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Is It Possible to Treat Type 2 Diabetes with Long-Term Effects?

By Kent Sasse April 14, 2021 Health and Fitness

As the type 2 diabetes epidemic continues to grow, the most emphasized treatment may surprise you. In the latest update to the Standards of Medical Care in Diabetes, the guidelines put forward by the American Diabetes Association elevate the role of metabolic surgery (also called “bariatric surgery” or “weight-loss surgery”) as a recommended treatment for diabetes.

Experienced centers around the world have achieved complete or substantial remission of Type 2 diabetes in a majority of patients who undergo laparoscopic sleeve surgery, a less-invasive, 45-minute procedure with an overnight hospital stay and four small Band-aids.

The Results Are Remarkable

Metabolic surgeons and centers have known for decades that gastric bypass – and in the past 15 years, gastric sleeve surgery – both deliver remarkable improvement in blood sugar regulation and a high rate of complete reversal of type 2 diabetes.

Better still, individuals with type 2 diabetes enjoy reduced risks of diabetes-related problems including blindness, stroke, heart attack, and kidney failure. Large, high-quality studies have accumulated, demonstrating these results in diabetes improvement across the world.

An early scientific paper, which most notably tipped medical opinion, reported the five-year results from the prospective, randomized STAMPEDE study from the U.S. trial at the Cleveland Clinic.

Patients randomized to either intensive medical management of diabetes or surgery, and the surgery patients fared much better, with many of them still enjoying a healthier life free of diabetes five years after their sleeve procedure. The Swedish Obese Subjects study has shown even better results in 30 years of follow-up.

The ADA and other endocrine society guidelines now acknowledge the proven success of bariatric surgery in treating diabetes. In the published guidelines, bariatric surgery is now referred to as “metabolic surgery.”

As the ADA guideline describes, “A substantial body of evidence has now accumulated, including data from numerous randomized controlled clinical trials, demonstrating that metabolic surgery achieves superior glycemic control and reduction of cardiovascular risk factors in obese patients with type 2 diabetes compared with various lifestyle/medical interventions.”

Here are the latest published ADA recommendations:

BMI 40 or Greater

“Metabolic surgery should be recommended to treat type 2 diabetes in appropriate surgical candidates with BMI 40 kg/m2 (BMI 37.5 kg/m2 in Asian Americans), regardless of the level of glycemic control or complexity of glucose-lowering regimens.”

What this means is that the ADA now states that medical providers should recommend weight-loss surgery to patients with both type 2 diabetes and obesity over a BMI of 40 regardless of other treatments and the patient’s present blood sugar levels.

BMI 35–39

“…and in adults with BMI 35.0–39.9 kg/m2 (32.5–37.4 kg/m2 in Asian Americans) when hyperglycemia is inadequately controlled despite lifestyle and optimal medical therapy.”

This means that for those patients with more moderate levels of obesity, BMI of 35–39, and poorly controlled Type 2 diabetes, providers should now be recommending weight-loss surgery.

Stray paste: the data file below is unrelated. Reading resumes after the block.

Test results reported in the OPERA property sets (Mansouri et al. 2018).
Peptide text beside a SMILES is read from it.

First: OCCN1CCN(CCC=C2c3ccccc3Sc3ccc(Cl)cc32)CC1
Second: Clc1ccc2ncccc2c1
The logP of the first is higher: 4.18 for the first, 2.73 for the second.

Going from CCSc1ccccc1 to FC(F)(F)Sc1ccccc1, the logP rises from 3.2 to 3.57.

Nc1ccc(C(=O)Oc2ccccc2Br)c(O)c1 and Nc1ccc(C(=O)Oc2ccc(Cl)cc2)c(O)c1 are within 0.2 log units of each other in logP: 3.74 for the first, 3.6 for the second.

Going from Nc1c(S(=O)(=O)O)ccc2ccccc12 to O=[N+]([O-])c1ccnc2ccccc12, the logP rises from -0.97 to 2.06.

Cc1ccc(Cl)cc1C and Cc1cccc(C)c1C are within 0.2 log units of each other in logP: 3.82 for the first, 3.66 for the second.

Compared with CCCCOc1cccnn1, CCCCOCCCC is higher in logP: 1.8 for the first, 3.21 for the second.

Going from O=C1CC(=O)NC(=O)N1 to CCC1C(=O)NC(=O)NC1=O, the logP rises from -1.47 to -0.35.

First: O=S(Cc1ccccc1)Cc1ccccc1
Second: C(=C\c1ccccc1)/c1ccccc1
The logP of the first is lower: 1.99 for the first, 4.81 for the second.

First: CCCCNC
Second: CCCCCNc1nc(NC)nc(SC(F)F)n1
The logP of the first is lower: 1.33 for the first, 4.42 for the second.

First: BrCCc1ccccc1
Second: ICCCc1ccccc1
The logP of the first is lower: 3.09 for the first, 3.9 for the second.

BMI 30–34

Finally, the ADA guidelines address the lower level of obesity with type 2 diabetes, those with a BMI of 30–34. In this group, studies have also demonstrated superior results with surgery. The new ADA guidelines state that providers should consider weight-loss surgery when the blood sugar is not well-controlled.

ADA Recommendations

A metabolic surgery should be considered for adults with type 2 diabetes and BMI 30.0–34.9 kg/m2 (27.5–32.4 kg/m2 in Asian Americans) if hyperglycemia is inadequately controlled despite optimal medical control by either oral or injectable medications (including insulin).

The ADA guidelines further comment that “metabolic surgery should be performed in high-volume centers with multidisciplinary teams.” A multidisciplinary team includes professional psychologists, Physician Assistant providers, Registered Dietitians, and a team of multidisciplinary support personnel.

There has in the past been resistance in the medical and dietitian communities to bariatric surgery, but that’s steadily changing.

Many people now feel that these strong evidence-based recommendations from the American Diabetes Association and over 50 international leading endocrinology societies will result in improved treatment of diabetes and improved health for many patients battling diabetes through greater utilization of bariatric surgery.

Have you been affected by obesity or type 2 diabetes? What treatments have you tried? Have you heard of bariatric surgery? Do you know anyone who has undergone this procedure? Would you trust the ADA recommendations if you had these conditions? Please share any questions or comments below.

Disclaimer: This article is not intended to provide medical advice. Please consult with your doctor to get specific medical advice for your situation.

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The Author

Dr. Kent Sasse, an Alpha Omega Alpha top medical school graduate of UCSF, earned fellowship at the prestigious Lahey Clinic in Boston and published research on pelvic floor therapy and metabolic surgery. He founded and directs The Continence Center and the nationally accredited Metabolic and Bariatric Surgery program in Reno, Nevada. His most recent book is Outpatient Weight-Loss Surgery.

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